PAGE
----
Employers dealing with problem employees often use the so-called last-chance agreements as a tool to get employees back on the straight and narrow.
The case began when chemical manufacturer Cognis Corp. added a clause in its last-chance agreements, forcing employees to give up their rights to sue under federal or state anti-discrimination laws.
Steven Whitlow, an employee at a Cognis plant in Kankakee, signed a last-chance agreement that forfeited his right to file charges against Cognis with any civil rights commission or government authority. Later, Whitlow rescinded his agreement, stating that he did not want to waive his civil rights.
When Cognis terminated him, he filed a complaint with the EEOC.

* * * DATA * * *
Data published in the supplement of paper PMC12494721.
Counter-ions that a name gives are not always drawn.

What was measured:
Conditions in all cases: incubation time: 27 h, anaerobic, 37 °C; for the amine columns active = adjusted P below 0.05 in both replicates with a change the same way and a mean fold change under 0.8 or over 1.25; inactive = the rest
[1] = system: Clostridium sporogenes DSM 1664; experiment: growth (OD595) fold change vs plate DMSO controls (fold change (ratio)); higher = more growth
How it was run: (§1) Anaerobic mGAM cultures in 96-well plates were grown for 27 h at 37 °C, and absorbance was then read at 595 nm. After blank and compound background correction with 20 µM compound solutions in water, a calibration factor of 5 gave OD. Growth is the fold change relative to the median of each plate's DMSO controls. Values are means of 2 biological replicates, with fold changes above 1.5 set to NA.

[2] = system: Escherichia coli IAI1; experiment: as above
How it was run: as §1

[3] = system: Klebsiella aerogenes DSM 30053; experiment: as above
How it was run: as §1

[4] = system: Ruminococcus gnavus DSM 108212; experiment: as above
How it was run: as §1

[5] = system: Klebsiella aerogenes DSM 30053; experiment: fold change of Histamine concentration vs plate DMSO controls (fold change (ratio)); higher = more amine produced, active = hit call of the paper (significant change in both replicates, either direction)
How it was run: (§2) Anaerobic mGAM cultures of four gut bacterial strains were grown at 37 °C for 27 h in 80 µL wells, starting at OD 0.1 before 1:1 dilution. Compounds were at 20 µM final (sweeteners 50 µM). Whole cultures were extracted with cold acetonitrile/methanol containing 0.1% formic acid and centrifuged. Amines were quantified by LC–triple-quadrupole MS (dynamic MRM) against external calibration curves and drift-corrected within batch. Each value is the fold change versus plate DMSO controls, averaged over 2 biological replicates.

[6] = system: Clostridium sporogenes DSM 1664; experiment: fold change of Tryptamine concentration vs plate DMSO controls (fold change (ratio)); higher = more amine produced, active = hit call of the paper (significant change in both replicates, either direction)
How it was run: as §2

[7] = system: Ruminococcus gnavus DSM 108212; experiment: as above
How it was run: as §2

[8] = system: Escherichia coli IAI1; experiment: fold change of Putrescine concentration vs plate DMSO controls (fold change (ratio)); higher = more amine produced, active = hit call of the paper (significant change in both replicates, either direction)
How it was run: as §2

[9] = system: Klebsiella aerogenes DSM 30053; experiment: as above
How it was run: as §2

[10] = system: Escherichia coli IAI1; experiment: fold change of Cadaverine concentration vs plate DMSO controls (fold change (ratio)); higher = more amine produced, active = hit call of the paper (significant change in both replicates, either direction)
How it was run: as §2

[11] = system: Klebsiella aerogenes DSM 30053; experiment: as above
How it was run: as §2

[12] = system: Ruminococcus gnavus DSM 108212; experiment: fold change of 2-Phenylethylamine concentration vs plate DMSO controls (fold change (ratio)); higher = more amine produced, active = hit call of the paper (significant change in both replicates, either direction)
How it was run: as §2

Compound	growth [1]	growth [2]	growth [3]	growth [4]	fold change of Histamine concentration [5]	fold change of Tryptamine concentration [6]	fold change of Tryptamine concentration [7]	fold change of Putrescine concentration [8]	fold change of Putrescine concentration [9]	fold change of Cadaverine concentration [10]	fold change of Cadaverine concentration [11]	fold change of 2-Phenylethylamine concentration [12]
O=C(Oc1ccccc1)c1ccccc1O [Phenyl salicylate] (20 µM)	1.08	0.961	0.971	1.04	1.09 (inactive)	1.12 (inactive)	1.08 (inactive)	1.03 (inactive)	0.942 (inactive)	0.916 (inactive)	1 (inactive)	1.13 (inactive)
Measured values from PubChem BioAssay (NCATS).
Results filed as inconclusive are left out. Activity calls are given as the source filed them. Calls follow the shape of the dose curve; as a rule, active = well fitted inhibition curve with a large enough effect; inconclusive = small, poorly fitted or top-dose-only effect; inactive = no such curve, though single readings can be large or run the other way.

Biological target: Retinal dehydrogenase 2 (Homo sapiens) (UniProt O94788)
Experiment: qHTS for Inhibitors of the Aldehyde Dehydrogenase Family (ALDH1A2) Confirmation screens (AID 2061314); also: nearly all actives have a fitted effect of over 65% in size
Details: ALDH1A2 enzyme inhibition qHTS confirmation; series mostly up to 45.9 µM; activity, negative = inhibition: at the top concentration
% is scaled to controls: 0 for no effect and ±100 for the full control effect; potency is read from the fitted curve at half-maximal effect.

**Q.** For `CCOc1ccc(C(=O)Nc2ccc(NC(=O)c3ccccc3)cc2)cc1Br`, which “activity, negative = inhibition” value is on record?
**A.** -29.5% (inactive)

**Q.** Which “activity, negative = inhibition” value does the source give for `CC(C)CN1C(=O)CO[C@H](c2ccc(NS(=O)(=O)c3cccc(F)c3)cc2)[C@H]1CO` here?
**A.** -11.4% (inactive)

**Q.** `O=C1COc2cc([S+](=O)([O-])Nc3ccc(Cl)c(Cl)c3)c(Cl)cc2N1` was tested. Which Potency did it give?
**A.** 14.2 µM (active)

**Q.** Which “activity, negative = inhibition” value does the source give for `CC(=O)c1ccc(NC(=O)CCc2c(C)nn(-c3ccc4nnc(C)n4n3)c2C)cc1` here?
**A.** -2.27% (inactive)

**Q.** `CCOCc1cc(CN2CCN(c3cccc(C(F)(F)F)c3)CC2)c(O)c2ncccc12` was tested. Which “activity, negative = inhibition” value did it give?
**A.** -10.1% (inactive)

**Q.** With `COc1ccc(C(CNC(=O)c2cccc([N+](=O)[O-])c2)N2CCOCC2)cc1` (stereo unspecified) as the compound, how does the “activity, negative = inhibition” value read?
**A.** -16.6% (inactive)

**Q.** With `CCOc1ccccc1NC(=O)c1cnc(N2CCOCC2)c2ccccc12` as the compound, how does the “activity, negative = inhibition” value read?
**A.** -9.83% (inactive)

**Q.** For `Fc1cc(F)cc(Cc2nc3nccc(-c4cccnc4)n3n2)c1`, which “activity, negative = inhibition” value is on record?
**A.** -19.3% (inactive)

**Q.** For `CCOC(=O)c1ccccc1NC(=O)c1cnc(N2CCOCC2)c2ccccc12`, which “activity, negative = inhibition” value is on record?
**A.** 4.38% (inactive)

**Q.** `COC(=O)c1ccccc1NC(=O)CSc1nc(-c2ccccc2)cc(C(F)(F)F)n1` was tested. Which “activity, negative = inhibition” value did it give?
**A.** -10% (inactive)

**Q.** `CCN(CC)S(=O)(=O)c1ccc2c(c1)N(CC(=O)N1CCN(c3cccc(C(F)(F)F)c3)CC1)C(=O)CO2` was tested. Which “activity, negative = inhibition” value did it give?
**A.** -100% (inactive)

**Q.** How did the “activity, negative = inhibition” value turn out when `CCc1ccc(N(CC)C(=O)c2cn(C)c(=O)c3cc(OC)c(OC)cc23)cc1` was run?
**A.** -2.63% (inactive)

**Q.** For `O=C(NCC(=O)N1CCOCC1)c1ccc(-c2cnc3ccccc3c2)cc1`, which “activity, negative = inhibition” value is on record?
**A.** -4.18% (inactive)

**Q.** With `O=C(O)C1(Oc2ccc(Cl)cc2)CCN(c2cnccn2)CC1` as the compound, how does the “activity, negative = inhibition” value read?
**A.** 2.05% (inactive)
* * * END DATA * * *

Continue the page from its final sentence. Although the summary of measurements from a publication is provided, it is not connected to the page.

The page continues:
Now the commission has filed a lawsuit claiming Cognis retaliated against Whitlow for rescinding the agreement, an act that could be protected by Title VII of the Civil Rights Act.
Note: Courts have long recognized an employer’s right to use last-chance agreements to deal with problem employees. Clearly, the EEOC doesn’t think it’s fair to tack on a waiver of an employee’s right to sue.
Federal circuit courts are divided on when and how employees may waive their prospective Title VII rights. Look for a court to take up this case soon.
- How to Fire an Employee the Legal Way: 6 Termination Guidelines
- 10 Secrets to an Effective Performance Review
- How to break down the HR-supervisor wall
- USERRA: Another worry when using independent contractors
- Put oomph back into workplace awards
- Accommodations may differ, but you must make sure they're fair to all disabled workers